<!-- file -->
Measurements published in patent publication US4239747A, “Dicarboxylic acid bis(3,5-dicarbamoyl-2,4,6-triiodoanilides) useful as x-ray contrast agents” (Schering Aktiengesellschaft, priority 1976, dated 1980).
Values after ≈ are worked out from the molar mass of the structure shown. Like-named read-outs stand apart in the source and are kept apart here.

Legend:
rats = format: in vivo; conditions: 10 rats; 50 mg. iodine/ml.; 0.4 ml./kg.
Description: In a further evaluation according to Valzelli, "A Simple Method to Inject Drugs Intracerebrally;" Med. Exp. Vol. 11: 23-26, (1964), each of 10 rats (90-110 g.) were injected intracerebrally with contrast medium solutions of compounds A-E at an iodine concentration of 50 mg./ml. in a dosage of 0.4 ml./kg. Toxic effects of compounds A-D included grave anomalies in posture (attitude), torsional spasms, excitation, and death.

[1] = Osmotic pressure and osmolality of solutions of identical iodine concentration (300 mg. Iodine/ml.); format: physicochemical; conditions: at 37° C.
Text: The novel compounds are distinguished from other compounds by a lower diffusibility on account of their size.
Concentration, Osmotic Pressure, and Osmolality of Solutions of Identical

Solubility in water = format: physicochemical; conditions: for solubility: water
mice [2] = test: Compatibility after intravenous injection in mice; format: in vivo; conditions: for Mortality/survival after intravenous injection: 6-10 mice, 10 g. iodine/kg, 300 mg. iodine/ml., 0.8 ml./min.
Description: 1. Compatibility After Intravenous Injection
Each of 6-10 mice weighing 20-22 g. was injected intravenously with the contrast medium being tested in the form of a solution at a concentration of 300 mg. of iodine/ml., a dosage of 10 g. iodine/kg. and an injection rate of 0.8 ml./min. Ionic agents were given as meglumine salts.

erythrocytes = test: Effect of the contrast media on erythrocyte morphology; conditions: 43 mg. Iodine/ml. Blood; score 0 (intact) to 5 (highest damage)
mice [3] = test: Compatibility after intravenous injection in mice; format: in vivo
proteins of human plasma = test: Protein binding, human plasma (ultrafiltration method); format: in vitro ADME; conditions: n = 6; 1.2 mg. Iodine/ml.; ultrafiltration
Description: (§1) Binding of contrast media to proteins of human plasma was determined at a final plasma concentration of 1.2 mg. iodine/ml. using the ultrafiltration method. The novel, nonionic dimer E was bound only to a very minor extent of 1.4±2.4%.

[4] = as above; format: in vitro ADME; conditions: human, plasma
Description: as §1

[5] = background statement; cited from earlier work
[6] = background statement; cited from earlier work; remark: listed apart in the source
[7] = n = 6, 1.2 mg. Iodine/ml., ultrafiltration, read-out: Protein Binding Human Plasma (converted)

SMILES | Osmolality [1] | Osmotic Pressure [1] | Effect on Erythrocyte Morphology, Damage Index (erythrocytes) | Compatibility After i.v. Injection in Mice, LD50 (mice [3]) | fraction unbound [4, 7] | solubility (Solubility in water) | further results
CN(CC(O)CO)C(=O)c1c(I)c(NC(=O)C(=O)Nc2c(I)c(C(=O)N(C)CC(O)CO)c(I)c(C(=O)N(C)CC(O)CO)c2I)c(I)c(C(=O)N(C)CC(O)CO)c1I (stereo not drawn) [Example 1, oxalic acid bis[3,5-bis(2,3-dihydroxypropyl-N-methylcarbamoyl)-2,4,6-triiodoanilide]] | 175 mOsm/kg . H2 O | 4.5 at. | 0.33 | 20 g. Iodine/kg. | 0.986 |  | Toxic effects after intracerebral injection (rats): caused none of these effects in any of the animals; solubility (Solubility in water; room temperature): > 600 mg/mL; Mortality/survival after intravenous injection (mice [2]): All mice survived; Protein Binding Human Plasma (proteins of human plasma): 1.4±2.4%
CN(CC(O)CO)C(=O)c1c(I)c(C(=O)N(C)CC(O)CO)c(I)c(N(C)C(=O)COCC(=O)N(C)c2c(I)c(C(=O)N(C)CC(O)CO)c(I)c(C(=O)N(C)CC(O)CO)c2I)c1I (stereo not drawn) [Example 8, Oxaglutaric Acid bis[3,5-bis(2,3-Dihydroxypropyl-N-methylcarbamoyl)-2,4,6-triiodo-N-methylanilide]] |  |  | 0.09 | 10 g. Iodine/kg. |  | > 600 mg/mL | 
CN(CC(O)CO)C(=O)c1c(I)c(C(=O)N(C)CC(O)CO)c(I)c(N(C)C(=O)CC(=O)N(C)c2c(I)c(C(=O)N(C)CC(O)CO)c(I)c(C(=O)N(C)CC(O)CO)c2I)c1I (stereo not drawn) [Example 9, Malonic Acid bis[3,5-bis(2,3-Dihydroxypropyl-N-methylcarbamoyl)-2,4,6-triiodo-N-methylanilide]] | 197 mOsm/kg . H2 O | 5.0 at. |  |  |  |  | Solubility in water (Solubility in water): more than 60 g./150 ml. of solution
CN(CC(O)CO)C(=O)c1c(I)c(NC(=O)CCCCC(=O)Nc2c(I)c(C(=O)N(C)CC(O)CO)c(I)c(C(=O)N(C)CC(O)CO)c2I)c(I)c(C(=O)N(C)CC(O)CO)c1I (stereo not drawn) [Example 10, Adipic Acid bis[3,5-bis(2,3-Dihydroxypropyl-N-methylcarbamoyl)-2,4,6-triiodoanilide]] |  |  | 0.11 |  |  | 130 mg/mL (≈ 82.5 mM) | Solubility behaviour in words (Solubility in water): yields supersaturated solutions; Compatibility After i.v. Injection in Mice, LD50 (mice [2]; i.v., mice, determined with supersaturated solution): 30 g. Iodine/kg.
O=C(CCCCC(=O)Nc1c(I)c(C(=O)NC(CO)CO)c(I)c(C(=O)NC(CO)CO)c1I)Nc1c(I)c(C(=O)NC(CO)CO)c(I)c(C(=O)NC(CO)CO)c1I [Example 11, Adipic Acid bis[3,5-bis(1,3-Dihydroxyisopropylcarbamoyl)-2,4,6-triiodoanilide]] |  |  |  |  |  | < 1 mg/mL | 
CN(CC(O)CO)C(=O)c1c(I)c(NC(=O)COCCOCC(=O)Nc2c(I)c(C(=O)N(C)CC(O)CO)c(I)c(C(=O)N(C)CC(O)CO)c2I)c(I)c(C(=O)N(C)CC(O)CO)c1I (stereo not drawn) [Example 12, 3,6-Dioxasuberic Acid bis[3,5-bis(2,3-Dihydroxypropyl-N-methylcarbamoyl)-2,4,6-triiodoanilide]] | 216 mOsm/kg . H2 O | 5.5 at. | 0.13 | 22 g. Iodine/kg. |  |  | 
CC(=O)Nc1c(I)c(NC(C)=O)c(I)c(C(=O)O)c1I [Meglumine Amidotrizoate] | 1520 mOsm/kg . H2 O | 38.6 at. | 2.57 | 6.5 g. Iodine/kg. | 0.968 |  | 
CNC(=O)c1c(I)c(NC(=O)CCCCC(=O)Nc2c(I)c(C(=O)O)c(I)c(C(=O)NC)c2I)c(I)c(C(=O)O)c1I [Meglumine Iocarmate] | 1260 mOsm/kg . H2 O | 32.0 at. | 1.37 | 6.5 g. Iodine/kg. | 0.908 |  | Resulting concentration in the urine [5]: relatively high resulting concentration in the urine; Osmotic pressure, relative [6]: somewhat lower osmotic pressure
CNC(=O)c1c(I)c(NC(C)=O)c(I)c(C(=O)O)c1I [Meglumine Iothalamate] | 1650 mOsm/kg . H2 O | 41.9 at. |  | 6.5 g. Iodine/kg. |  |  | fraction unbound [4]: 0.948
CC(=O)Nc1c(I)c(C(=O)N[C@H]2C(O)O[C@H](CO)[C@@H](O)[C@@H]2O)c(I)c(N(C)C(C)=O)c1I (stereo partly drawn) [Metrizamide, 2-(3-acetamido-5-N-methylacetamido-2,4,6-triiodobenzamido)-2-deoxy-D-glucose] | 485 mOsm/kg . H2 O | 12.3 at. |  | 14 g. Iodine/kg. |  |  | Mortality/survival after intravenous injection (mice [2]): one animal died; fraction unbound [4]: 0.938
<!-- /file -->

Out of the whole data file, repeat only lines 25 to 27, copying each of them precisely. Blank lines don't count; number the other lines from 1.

CN(CC(O)CO)C(=O)c1c(I)c(C(=O)N(C)CC(O)CO)c(I)c(N(C)C(=O)CC(=O)N(C)c2c(I)c(C(=O)N(C)CC(O)CO)c(I)c(C(=O)N(C)CC(O)CO)c2I)c1I (stereo not drawn) [Example 9, Malonic Acid bis[3,5-bis(2,3-Dihydroxypropyl-N-methylcarbamoyl)-2,4,6-triiodo-N-methylanilide]] | 197 mOsm/kg . H2 O | 5.0 at. |  |  |  |  | Solubility in water (Solubility in water): more than 60 g./150 ml. of solution
CN(CC(O)CO)C(=O)c1c(I)c(NC(=O)CCCCC(=O)Nc2c(I)c(C(=O)N(C)CC(O)CO)c(I)c(C(=O)N(C)CC(O)CO)c2I)c(I)c(C(=O)N(C)CC(O)CO)c1I (stereo not drawn) [Example 10, Adipic Acid bis[3,5-bis(2,3-Dihydroxypropyl-N-methylcarbamoyl)-2,4,6-triiodoanilide]] |  |  | 0.11 |  |  | 130 mg/mL (≈ 82.5 mM) | Solubility behaviour in words (Solubility in water): yields supersaturated solutions; Compatibility After i.v. Injection in Mice, LD50 (mice [2]; i.v., mice, determined with supersaturated solution): 30 g. Iodine/kg.
O=C(CCCCC(=O)Nc1c(I)c(C(=O)NC(CO)CO)c(I)c(C(=O)NC(CO)CO)c1I)Nc1c(I)c(C(=O)NC(CO)CO)c(I)c(C(=O)NC(CO)CO)c1I [Example 11, Adipic Acid bis[3,5-bis(1,3-Dihydroxyisopropylcarbamoyl)-2,4,6-triiodoanilide]] |  |  |  |  |  | < 1 mg/mL | 